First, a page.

President Biden has agreed to cut his broadband-deployment proposal from $100 billion to $65 billion.
This is the same amount proposed by Republicans as they attempt to gain their support.
Republicans still object to Biden’s overall infrastructure spending plan, with Biden’s proposed priority on municipal broadband networks getting particular opposition.
The Biden team is trying to reach 100% high-speed broadband coverage across the U.S.
These municipal broadband networks, which will be run by local governments, non-profits, and co-ops, could spell a significant change from previous U.S. spending programs that spent billions to support private internet providers.
Republicans have fought hard against public broadband for years, even initiating a nationwide ban on municipal broadband networks.
The White House informed Republicans of Biden’s willingness to trim $35 billion from his broadband proposal in a memo last Friday. In total, Biden trimmed his overall plan from $2.25 trillion over eight years to $1.7 trillion.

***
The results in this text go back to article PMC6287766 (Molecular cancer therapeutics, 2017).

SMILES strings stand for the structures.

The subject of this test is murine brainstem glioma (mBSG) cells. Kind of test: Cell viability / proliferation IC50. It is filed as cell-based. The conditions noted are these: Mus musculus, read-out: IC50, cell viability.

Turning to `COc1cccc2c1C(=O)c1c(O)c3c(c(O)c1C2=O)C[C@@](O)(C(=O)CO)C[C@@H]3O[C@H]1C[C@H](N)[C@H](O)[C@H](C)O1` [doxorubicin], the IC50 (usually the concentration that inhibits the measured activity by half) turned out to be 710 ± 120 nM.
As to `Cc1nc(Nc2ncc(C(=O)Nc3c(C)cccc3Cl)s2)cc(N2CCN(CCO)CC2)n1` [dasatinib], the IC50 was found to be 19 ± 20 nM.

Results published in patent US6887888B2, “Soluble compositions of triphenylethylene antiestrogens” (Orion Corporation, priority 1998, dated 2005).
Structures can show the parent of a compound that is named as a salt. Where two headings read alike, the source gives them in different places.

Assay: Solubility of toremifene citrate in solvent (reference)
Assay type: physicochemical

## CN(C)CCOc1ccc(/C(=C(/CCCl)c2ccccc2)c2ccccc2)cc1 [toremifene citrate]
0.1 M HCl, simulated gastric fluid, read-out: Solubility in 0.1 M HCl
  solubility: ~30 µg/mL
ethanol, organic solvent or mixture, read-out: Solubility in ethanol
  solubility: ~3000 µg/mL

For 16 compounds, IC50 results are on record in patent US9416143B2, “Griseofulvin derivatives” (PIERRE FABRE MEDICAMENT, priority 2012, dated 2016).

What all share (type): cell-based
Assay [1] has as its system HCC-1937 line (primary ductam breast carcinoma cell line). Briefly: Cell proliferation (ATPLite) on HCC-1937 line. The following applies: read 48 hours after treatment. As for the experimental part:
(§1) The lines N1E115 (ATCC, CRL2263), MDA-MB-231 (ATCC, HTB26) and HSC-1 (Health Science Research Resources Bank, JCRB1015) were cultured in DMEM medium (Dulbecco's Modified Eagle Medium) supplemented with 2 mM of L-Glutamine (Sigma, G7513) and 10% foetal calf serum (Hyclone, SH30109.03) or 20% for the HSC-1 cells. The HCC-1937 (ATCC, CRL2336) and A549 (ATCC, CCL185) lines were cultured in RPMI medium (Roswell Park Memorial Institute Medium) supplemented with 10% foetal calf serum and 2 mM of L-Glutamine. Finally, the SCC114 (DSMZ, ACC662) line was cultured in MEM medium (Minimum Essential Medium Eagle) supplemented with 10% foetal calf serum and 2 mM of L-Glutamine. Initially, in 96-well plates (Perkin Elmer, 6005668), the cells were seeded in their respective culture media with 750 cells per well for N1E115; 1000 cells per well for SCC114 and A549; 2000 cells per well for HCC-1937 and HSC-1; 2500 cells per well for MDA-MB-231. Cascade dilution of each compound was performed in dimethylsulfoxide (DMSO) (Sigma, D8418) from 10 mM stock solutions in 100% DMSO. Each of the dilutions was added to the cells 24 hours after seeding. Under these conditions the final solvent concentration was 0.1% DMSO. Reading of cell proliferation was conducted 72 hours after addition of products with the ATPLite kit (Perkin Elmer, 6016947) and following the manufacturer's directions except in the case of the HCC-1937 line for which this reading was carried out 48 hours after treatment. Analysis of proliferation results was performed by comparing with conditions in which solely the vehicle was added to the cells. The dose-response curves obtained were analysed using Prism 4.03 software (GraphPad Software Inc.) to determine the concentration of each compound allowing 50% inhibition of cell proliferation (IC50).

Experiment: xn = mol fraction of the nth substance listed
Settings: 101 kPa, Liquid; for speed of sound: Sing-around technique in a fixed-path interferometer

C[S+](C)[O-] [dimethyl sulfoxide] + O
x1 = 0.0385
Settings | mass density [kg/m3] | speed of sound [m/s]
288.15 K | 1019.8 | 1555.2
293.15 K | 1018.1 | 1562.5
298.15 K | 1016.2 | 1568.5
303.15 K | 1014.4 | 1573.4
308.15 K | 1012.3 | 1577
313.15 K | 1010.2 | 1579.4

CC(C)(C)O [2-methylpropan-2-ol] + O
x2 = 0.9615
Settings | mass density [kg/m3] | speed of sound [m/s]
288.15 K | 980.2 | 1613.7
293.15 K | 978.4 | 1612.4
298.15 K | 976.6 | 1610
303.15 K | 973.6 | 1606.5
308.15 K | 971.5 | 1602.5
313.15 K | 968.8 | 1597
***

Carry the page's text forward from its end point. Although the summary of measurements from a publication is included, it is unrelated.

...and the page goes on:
The Biden administration also believes that the highly wealthy companies, many of whom have not paid taxes in recent years, can do with a modest increase to pay for middle-class jobs.
Biden’s proposal would also compel internet providers to disclose the prices they charge, in an attempt to end the rampant and unwieldy hidden charges that ISP’s use to raise actual prices above what they advertise.
Biden is also facing opposition from broadband providers who are objecting to the proposal to subsidize fiber-to-home deployment across the U.S.
Telecom giant AT&T has strongly opposed this plan, arguing that people in rural areas do not need fiber connections and are completely satisfied with 10Mbps internet speeds.
For more information, read the original story in Arstechnica.